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Low back pain among office workers in three Spanish-speaking countries: findings from the CUPID study

Low back pain among office workers in three Spanish-speaking countries: findings from the CUPID study
Low back pain among office workers in three Spanish-speaking countries: findings from the CUPID study
Objectives: To assess the differences in the prevalence and incidence of low back pain (LBP) and associated disability among office workers in Costa Rica, Nicaragua and Spain.

Methods: Data were collected at baseline (n=947, 93% response) in November 2007 and at follow-up after 12 months (n=853, 90% response). Six outcome measures were examined: baseline prevalence of (1) LBP in the past 12 months, (2) LBP in the past month and (3) disabling LBP in the past month; and at follow-up: (4) incidence of new LBP in the past month, (5) new disabling LBP and (6) persistent LBP. Differences in prevalence by country were characterised by ORs with 95% CIs, before and after adjustment for covariates.

Results: Prevalence of LBP in the past month among office employees in Costa Rica (46.0%) and Nicaragua (44.2%) was higher than in Spain (33.6%). Incidence of new LBP was 37.0% in Nicaragua (OR=2.49; 95% CI 1.57 to 3.95), 14.9% in Costa Rica (OR=0.74; 95% CI 0.41 to 1.34) and 19.0% in Spain (reference). Incidence of new disabling LBP was higher in Nicaragua (17.2%; OR=2.49; 95% CI 1.43 to 4.34) and Costa Rica (13.6%; OR=1.89; 95% CI 1.03 to 3.48) than Spain (7.7%), while persistence of LBP was higher only in Nicaragua.

Conclusions: Prevalence of LBP and disabling LBP was higher in Costa Rican and Nicaraguan office workers than in Spain, but the incidence was higher mainly in Nicaragua. Measured sociodemographic, job-related and health-related variables only partly explained the differences between countries, and further research is needed to explore reasons for the remaining differences.
158-164
Campos-Fumero, A.
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Delclos, G.L.
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Douphrate, D.I.
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Felknor, S.A.
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Vargas-Prada, S.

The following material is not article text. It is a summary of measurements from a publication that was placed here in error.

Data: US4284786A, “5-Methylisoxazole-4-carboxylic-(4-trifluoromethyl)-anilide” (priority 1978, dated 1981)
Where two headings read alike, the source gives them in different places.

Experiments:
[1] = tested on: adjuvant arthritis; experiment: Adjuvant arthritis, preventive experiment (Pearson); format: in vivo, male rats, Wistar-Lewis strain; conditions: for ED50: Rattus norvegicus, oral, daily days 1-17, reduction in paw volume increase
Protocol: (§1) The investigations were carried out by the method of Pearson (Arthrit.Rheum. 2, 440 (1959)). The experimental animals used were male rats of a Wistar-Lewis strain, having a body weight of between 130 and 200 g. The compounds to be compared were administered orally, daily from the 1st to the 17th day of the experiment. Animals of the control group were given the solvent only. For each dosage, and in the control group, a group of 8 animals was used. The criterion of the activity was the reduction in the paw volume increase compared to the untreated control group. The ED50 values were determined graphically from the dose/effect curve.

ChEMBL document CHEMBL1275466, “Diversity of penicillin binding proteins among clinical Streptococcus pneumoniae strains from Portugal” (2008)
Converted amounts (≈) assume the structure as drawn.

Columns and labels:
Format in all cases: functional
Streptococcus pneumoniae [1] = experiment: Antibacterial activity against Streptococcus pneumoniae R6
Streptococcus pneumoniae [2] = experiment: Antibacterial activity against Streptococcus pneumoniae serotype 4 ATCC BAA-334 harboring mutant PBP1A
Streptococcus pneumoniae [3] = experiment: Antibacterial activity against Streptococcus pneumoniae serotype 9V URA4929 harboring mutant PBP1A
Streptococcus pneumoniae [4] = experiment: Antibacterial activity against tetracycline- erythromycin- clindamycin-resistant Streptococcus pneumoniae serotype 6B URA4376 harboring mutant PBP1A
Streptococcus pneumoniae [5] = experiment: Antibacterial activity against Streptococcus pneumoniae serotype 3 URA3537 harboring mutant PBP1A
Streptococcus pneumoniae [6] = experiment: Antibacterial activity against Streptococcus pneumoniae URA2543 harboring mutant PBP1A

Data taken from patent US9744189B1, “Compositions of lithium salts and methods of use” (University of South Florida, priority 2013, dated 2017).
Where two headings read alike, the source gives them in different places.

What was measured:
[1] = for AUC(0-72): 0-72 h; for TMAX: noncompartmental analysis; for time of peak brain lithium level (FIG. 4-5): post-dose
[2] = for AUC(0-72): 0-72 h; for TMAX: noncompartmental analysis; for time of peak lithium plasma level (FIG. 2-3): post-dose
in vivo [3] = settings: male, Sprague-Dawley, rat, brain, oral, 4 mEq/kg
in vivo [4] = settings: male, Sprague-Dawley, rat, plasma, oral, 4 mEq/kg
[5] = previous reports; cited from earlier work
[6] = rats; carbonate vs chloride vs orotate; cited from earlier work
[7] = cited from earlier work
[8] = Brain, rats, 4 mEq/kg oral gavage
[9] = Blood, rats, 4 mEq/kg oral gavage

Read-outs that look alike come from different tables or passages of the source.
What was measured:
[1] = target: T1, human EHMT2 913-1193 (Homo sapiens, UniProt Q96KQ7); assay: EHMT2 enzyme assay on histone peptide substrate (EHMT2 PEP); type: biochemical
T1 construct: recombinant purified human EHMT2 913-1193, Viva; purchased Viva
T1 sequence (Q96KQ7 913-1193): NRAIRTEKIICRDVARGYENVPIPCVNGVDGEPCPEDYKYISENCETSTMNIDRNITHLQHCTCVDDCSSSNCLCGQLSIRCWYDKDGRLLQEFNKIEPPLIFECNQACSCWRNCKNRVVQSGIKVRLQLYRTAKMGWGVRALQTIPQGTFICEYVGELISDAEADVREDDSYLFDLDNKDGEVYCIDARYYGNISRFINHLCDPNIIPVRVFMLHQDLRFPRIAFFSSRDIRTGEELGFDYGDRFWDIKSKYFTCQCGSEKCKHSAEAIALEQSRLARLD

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Serra, C.
70d5ef2e-7ab5-476a-89df-3367f8ffd7a6
Coggon, D.
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Gimeno Ruiz de Porras, D.
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Campos-Fumero, A.
a4ebd34b-cdce-490f-97fe-fec7e13a62e5
Delclos, G.L.
305e3c26-e0a4-46fd-85f9-b27a6ef766f8
Douphrate, D.I.
9b825241-6aca-443b-b17d-2e11d7e0d681
Felknor, S.A.
fd0d23fd-9582-4362-8185-1f1b0b62f8c3
Vargas-Prada, S.
5e1b507e-b10c-4e37-9b89-7e9ee396daef
Serra, C.
70d5ef2e-7ab5-476a-89df-3367f8ffd7a6
Coggon, D.
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Gimeno Ruiz de Porras, D.
37966b02-7997-4396-8750-d2a3218f8c50

Campos-Fumero, A., Delclos, G.L., Douphrate, D.I., Felknor, S.A., Vargas-Prada, S., Serra, C., Coggon, D. and Gimeno Ruiz de Porras, D. (2017) Low back pain among office workers in three Spanish-speaking countries: findings from the CUPID study. Injury Prevention, 23 (3), 158-164. (doi:10.1136/injuryprev-2016-042091).

Record type: Article

Abstract

Objectives: To assess the differences in the prevalence and incidence of low back pain (LBP) and associated disability among office workers in Costa Rica, Nicaragua and Spain.

Methods: Data were collected at baseline (n=947, 93% response) in November 2007 and at follow-up after 12 months (n=853, 90% response). Six outcome measures were examined: baseline prevalence of (1) LBP in the past 12 months, (2) LBP in the past month and (3) disabling LBP in the past month; and at follow-up: (4) incidence of new LBP in the past month, (5) new disabling LBP and (6) persistent LBP. Differences in prevalence by country were characterised by ORs with 95% CIs, before and after adjustment for covariates.

Results: Prevalence of LBP in the past month among office employees in Costa Rica (46.0%) and Nicaragua (44.2%) was higher than in Spain (33.6%). Incidence of new LBP was 37.0% in Nicaragua (OR=2.49; 95% CI 1.57 to 3.95), 14.9% in Costa Rica (OR=0.74; 95% CI 0.41 to 1.34) and 19.0% in Spain (reference). Incidence of new disabling LBP was higher in Nicaragua (17.2%; OR=2.49; 95% CI 1.43 to 4.34) and Costa Rica (13.6%; OR=1.89; 95% CI 1.03 to 3.48) than Spain (7.7%), while persistence of LBP was higher only in Nicaragua.

Conclusions: Prevalence of LBP and disabling LBP was higher in Costa Rican and Nicaraguan office workers than in Spain, but the incidence was higher mainly in Nicaragua. Measured sociodemographic, job-related and health-related variables only partly explained the differences between countries, and further research is needed to explore reasons for the remaining differences.

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Accepted/In Press date: 10 August 2016
e-pub ahead of print date: 26 May 2017
Published date: 1 June 2017

Identifiers

Local EPrints ID: 412790
URI: https://eprints.soton.ac.uk/id/eprint/412790
PURE UUID: 11b66c66-c3e3-4761-9cc5-45916a3a4aef
ORCID for D. Coggon: ORCID iD orcid.org/0000-0003-1930-3987

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Date deposited: 01 Aug 2017 16:31
Last modified: 20 Jul 2019 01:16

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